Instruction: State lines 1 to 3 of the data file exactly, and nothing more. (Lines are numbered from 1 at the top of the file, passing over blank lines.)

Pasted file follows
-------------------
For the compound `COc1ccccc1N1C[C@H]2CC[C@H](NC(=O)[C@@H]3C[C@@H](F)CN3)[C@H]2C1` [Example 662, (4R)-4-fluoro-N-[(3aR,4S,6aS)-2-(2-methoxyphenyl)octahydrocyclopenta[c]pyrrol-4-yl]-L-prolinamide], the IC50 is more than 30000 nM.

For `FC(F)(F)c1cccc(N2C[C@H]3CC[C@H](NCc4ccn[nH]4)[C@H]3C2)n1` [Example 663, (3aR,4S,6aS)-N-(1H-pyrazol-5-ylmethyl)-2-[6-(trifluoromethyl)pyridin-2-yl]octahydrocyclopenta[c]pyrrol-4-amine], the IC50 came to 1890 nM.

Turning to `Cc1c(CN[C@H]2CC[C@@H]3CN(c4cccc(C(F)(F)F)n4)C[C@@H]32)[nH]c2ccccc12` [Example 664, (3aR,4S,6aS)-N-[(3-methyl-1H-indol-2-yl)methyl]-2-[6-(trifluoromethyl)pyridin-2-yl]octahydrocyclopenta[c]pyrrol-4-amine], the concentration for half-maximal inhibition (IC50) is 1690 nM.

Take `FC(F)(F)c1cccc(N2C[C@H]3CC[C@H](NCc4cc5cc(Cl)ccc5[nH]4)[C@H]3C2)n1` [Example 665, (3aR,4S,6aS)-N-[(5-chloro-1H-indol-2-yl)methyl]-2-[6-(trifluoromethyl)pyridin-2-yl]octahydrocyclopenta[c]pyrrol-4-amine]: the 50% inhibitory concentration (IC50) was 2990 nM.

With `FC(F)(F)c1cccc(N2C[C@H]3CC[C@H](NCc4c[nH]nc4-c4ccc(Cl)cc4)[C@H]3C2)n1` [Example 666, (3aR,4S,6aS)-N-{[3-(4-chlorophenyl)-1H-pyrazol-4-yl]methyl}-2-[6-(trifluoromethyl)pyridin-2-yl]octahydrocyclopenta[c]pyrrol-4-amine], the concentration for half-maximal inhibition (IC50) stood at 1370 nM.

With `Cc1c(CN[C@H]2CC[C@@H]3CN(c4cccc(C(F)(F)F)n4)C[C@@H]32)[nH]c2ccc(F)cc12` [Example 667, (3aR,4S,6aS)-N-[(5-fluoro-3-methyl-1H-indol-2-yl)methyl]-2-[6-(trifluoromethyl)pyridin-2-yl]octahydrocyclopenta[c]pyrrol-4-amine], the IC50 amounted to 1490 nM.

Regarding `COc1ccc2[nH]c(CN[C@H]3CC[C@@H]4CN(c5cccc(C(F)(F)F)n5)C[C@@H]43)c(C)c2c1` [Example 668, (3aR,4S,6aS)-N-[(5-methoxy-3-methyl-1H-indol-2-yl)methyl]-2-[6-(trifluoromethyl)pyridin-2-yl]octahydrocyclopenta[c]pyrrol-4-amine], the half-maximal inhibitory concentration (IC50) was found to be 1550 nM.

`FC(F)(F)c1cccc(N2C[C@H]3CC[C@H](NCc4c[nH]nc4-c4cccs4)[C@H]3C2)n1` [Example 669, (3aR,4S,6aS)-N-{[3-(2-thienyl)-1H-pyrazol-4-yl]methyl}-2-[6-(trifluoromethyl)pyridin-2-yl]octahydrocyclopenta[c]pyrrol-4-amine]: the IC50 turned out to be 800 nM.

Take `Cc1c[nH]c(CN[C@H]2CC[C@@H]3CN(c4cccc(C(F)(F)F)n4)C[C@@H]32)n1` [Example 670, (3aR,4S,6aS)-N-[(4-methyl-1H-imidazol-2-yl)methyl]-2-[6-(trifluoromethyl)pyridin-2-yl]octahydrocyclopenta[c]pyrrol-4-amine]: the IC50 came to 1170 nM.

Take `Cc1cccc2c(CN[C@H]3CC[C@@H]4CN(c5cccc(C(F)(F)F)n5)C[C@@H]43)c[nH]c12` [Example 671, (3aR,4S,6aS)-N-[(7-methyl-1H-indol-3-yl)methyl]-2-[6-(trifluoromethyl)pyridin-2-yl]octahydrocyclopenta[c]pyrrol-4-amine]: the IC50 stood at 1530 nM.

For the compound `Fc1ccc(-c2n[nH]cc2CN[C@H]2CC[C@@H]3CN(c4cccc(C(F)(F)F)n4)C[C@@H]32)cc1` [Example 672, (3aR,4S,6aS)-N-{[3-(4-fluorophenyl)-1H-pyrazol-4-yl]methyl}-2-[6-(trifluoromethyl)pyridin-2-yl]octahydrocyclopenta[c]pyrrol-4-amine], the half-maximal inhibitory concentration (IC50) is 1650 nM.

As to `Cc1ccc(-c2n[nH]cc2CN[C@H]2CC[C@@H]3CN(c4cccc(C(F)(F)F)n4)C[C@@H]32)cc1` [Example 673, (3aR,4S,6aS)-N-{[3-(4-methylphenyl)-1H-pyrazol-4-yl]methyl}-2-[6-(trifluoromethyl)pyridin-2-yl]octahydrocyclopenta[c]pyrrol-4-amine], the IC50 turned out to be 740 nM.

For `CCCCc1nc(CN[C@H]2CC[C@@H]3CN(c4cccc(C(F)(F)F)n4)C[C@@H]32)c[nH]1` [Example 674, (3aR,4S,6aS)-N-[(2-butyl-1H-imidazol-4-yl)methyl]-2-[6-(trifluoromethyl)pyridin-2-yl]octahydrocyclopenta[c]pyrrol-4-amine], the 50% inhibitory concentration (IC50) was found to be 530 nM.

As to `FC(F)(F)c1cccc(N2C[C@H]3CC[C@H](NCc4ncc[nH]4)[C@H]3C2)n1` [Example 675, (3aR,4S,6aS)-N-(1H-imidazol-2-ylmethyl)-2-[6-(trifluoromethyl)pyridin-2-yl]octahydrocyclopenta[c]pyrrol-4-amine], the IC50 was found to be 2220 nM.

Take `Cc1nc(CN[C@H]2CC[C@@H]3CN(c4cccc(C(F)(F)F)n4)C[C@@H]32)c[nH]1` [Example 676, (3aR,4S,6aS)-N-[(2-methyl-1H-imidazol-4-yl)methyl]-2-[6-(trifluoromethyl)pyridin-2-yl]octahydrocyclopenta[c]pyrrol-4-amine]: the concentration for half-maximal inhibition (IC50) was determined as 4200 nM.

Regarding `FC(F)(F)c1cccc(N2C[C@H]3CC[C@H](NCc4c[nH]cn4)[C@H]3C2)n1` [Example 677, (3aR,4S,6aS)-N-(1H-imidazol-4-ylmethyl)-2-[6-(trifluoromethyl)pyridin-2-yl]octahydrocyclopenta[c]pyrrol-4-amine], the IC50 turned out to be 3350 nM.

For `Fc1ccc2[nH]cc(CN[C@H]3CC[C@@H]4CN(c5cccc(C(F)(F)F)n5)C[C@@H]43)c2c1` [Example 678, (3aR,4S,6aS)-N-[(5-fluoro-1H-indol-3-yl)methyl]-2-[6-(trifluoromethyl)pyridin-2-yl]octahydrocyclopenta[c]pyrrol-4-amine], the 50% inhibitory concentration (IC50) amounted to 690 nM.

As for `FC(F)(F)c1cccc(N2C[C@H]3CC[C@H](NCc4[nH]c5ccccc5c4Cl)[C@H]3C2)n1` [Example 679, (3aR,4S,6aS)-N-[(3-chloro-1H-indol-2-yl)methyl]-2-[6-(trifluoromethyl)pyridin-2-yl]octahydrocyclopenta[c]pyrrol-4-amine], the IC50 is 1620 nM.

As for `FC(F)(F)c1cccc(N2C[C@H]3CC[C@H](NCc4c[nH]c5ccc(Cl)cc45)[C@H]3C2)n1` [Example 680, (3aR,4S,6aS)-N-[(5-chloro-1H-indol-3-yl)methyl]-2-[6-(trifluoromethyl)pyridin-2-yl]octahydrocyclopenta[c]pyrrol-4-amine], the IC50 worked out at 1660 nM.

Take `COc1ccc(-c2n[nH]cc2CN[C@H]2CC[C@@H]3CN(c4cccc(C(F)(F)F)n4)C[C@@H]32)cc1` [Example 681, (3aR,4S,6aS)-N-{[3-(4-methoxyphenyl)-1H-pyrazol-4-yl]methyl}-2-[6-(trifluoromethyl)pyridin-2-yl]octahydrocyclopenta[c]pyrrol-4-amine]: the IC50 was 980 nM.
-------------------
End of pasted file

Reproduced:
For the compound `COc1ccccc1N1C[C@H]2CC[C@H](NC(=O)[C@@H]3C[C@@H](F)CN3)[C@H]2C1` [Example 662, (4R)-4-fluoro-N-[(3aR,4S,6aS)-2-(2-methoxyphenyl)octahydrocyclopenta[c]pyrrol-4-yl]-L-prolinamide], the IC50 is more than 30000 nM.

For `FC(F)(F)c1cccc(N2C[C@H]3CC[C@H](NCc4ccn[nH]4)[C@H]3C2)n1` [Example 663, (3aR,4S,6aS)-N-(1H-pyrazol-5-ylmethyl)-2-[6-(trifluoromethyl)pyridin-2-yl]octahydrocyclopenta[c]pyrrol-4-amine], the IC50 came to 1890 nM.

Turning to `Cc1c(CN[C@H]2CC[C@@H]3CN(c4cccc(C(F)(F)F)n4)C[C@@H]32)[nH]c2ccccc12` [Example 664, (3aR,4S,6aS)-N-[(3-methyl-1H-indol-2-yl)methyl]-2-[6-(trifluoromethyl)pyridin-2-yl]octahydrocyclopenta[c]pyrrol-4-amine], the concentration for half-maximal inhibition (IC50) is 1690 nM.